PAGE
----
The Senate voted 97-2 March 21 to pass a bill aimed at preventing sex trafficking online.
The bill, known as the Stop Enabling Sex Traffickers Act, would amend Section 230 of the Communications Decency Act, which protects internet platforms from civil and state criminal prosecution for content created and posted by users. The protection extends to those times when users are posting unlawful content or using the platform for unlawful behavior.
The bipartisan bill would limit that historic protection to create new legal liability for internet companies whose sites knowingly facilitate sex trafficking and other crimes through content hosted on their platforms. Specifically, liability would apply to any company whose participation involves "knowing conduct that, by any means, assists, supports, or facilitates" sex trafficking.
Following the Senate vote, the Internet Association — a trade group and lobbying organization that represents new media companies such as Alphabet Inc., Facebook Inc. and Twitter Inc. — said that while it supports the goal of preventing sex trafficking online, it believes any efforts to constrain Section 230 of the Communications Decency Act carry their own dangers.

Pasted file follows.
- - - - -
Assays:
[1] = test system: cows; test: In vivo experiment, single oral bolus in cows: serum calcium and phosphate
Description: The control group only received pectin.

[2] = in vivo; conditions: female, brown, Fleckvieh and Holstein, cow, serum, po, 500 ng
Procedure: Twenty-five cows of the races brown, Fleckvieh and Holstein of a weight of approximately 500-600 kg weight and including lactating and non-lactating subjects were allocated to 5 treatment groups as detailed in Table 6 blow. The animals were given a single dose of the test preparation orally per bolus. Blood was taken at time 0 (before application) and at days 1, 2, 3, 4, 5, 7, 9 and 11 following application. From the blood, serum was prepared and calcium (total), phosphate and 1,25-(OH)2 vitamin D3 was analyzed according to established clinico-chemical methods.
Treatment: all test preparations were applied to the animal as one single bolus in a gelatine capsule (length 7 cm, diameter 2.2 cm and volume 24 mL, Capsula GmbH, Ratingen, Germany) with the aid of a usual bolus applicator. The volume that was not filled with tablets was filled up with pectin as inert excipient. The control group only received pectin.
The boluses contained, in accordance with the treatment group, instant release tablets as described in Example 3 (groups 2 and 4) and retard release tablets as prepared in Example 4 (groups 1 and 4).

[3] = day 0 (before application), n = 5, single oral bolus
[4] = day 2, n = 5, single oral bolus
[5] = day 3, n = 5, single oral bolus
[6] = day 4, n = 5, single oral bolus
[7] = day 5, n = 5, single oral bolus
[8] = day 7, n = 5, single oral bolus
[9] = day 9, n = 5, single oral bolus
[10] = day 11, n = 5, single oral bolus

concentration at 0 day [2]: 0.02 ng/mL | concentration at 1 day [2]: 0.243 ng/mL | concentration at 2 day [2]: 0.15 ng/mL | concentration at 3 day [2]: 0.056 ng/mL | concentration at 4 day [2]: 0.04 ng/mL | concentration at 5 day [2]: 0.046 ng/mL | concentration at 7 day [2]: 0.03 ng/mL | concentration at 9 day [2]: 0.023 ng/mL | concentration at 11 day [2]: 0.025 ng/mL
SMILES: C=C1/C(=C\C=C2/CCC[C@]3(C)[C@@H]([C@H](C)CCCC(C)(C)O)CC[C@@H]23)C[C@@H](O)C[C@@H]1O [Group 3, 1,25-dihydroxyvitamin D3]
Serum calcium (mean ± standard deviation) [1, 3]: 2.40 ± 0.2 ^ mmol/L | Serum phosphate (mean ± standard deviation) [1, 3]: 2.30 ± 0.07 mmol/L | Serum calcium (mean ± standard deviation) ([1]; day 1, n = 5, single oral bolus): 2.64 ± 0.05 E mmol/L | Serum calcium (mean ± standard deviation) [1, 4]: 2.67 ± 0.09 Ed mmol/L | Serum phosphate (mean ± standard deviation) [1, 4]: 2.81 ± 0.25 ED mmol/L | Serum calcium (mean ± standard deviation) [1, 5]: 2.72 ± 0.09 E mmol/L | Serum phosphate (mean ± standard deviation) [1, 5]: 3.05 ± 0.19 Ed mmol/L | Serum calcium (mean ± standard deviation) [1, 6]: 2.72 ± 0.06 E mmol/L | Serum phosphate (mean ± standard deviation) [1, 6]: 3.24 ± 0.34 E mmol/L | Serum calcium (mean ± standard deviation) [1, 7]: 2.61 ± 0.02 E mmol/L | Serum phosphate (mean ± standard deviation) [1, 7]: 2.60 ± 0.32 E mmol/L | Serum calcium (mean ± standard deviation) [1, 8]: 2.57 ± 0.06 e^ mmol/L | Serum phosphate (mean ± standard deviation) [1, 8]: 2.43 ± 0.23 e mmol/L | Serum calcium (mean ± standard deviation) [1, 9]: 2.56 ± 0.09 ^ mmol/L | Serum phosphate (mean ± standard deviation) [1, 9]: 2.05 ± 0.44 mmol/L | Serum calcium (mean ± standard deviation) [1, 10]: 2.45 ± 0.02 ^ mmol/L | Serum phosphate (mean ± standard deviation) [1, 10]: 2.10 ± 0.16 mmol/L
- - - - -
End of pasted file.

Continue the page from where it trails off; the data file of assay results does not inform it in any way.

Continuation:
"CDA 230 is the key tool that allows internet companies to make good samaritan efforts to fight against trafficking and other forms of abuse without facing broader legal risk for doing so," Internet Association CEO and President Michael Beckerman said, adding that the group will continue working to "prevent attempts to weaken this crucial protection."
Similarly, Consumer Technology Association President and CEO Gary Shapiro said Section 230's intermediary liability limitations are "the legal bedrock for U.S. leadership of the global internet economy." He urged Congress to refuse further requests to weaken Section 230 and called for an implementation of SESTA that "minimizes harmful consequences on lawful U.S. businesses, especially small businesses and startups."
As the House already passed its version of SESTA a few weeks ago, the bill now heads to the White House for President Donald Trump's signature. The White House previously expressed support for the bill.